I have been living here in Jangpura all these months (15 in total) making it my Base Camp to explore India, particularly Delhi. This expedition has been full of exciting experiences and successes so far. The neighborhood is near from the city center and also the famous landmark India Gate (5 km). The place is easily accessible (hope the propertywallahs won’t increase the rent price in the neighborhood after reading this), surrounded by two major roads (Mathura and Lala Lajpat Rai) that connect the place with rest of Delhi. The area is filled with parks and is green.
Developmental stuff is going on around the area. As much as I am looking forward to the opening of Eros cinema here, I am also eagerly waiting for the inauguration of Metro station in Jangpura so that I don’t have to go all the way to Pragati Maidan (5 km) to catch a Metro train. If that happens, I can go to Chandni Chowk daily to eat dahi valla and some other mithais.
Eros is a very famous landmark here. “Tell the auto wallah ‘Eros cinema ke paas’ [near]” is what I must tell to anyone who wants to come to my home from other parts of Delhi. What I have heard from my very informed landlord’s even more informed son is that the theater caught fire sometime ago and now they are rebuilding it as a modern multiplex with shopping mall and all. The fact that it is only about 9 minutes walk from my home makes it appealing. The nearest theater from my home is 3C’s in Lajpatnagar where I have watched three movies in the past year: Slumdog Millionaire, Rocket Singh: Sales Man of the Year, and Gazini but not in that order. The best thing about having broadband connection is that one can download movies from Web. Thanks to the creators of torrents.
Eros is located, by the way, just a stone’s throw from anther super famous landmark of Jangpura Extension. Sharabi ka dukaan. Okay, that should be sharab ka dukan but since the dukan is crowded with a lot of sharabis I think I can say that is also a sharabi ka dukaan. I wonder if the dukandaars are a also sharabis. I am not. But I have to pay a visit there every now and then because some of my friends who pay a visit to me happen to be sharabis. There’s another sharabi ka dukaan under the Jangpura side of Defense Colony flyover where I go only when I am out with Satish Bhaiya (who has already been referred to at least once in this post). My observation says Eros sharabi ka dukaan is far more crowded and popular than Flyover sharabi ka dukaan. May be the taste of the liquor is different? No idea. But I am sure nowhere else but in these two places can one find sharab in the whole of Jangpura.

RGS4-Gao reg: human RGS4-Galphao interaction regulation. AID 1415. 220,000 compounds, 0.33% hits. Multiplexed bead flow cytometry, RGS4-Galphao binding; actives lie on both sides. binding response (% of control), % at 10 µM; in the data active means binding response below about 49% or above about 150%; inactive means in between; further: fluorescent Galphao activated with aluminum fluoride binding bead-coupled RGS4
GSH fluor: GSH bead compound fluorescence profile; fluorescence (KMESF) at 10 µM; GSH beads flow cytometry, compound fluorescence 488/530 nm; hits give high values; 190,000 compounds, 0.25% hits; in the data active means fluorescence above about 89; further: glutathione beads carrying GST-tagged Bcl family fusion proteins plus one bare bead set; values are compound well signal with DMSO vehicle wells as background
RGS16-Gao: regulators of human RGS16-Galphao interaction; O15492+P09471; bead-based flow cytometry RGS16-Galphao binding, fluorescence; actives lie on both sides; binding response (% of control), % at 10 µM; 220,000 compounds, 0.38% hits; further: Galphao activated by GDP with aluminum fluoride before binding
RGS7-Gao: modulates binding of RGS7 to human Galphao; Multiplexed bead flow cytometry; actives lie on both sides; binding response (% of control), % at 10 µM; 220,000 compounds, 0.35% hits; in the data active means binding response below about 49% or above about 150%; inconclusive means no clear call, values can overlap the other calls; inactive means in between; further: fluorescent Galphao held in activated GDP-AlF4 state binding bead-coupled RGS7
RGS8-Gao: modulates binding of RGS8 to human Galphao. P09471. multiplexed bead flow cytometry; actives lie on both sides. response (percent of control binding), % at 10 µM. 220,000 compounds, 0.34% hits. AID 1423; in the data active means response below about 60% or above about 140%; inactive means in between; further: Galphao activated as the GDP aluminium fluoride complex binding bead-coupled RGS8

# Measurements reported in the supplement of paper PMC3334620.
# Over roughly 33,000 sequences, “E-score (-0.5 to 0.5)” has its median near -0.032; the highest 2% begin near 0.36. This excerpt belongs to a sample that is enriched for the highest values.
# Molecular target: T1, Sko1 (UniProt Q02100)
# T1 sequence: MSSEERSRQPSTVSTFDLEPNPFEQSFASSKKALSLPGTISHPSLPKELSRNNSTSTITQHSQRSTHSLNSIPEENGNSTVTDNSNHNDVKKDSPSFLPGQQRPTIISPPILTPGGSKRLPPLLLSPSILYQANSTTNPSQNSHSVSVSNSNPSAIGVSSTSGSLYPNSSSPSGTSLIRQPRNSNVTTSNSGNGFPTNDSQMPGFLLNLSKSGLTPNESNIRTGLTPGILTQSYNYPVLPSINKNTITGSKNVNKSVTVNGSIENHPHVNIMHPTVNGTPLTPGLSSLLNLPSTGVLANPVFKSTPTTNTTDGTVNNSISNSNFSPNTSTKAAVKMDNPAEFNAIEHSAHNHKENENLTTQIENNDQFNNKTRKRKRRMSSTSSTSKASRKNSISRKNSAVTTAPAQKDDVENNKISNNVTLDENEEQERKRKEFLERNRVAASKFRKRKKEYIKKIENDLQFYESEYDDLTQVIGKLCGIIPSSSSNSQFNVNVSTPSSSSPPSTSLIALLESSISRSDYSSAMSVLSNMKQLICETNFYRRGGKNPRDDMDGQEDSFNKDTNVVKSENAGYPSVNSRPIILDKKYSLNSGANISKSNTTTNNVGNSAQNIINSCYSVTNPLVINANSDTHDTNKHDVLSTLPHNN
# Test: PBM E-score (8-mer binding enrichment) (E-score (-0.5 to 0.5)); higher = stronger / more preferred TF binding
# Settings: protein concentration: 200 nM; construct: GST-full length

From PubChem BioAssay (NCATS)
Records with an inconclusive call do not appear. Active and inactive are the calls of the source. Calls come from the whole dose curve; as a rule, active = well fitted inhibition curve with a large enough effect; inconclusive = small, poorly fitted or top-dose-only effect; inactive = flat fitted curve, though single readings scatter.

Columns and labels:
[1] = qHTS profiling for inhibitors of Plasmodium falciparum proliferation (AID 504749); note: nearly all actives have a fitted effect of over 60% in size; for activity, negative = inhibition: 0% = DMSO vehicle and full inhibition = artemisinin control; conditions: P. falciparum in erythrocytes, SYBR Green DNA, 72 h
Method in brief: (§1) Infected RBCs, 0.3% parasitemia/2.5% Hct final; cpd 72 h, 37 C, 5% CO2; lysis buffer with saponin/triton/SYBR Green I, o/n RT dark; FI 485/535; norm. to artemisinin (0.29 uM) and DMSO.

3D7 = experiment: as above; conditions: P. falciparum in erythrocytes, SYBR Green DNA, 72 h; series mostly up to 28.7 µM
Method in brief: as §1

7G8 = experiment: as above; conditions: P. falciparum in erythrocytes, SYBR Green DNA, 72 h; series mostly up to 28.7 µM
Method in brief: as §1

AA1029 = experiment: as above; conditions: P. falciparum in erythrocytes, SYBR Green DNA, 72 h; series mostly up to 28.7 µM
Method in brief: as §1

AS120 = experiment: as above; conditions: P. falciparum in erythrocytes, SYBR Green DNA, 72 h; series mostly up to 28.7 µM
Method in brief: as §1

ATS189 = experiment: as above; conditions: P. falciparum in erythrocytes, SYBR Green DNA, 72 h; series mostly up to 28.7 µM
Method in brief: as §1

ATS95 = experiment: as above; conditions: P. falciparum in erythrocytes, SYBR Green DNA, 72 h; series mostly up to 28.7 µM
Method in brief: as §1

Chaos rules in these two places on the day before the dry day (no alcohol day) in Delhi. Dry day is the day when one can’t sell alcohol but apparently consume as much as the soul desires.
Adjoined to the Eros sharabi ka dukaan is another super duper famous landmark of Jangpura (this is indeed a place of landmarks). This is called Om Hotel. This is not same as Oberoi Hotel that is merely a kilometer or two away from Eros on Zakir Hussein Road that ends at Indian Gate circle. Om Hotel is famous for food that is priced exorbitantly. Exorbitantly I say compared to the price of same Rumali Roti available in nearby (15 min walk) Nizamuddin Dargah eateries. Food is clean and packed well, another thing in which Om appears to be reputed for. But the price, I must say, is way too much.
One has to be very careful about the name Jangpura so as to avoid confusion that may lead to long and tiresome walk. Jangpura B meaning Bistar (a Sanskrit/Hindi/Nepali word that means Extension) is NOT same as Jangpura Extension. Coming from India Gate via Mathura Road, Jangpura Ext lies on your right while Jangpura B on left. In one of my initial days of coming to this town, I got off at Mathura road and walked towards Jangpura B. Something looked very different so I told a dukandar the place I wanted to go. He showed me the correct direction.
Here comes Bhogal. Sometimes it’s very confusing as to where Bhogal ends and Jangpura Extension begins but still I feel Bhogal could be one of the reasons for me to like Jangpura. Without Bhogal, I tell you, Jangpura would be lifeless. That’s why I have told someone here who lives with me NOT to underestimate Bhogal, never! Bhogal lai kam naaka (in Nepali), bhogal ko najarandaaj mat karna! (in Hindi). It offers everything that one can easily see in Lajpat Nagar Central market or any other consumer markets for that matter. The only thing is you have to walk by all the alleys of Bhogal and look at the shops carefully to find what you are looking for.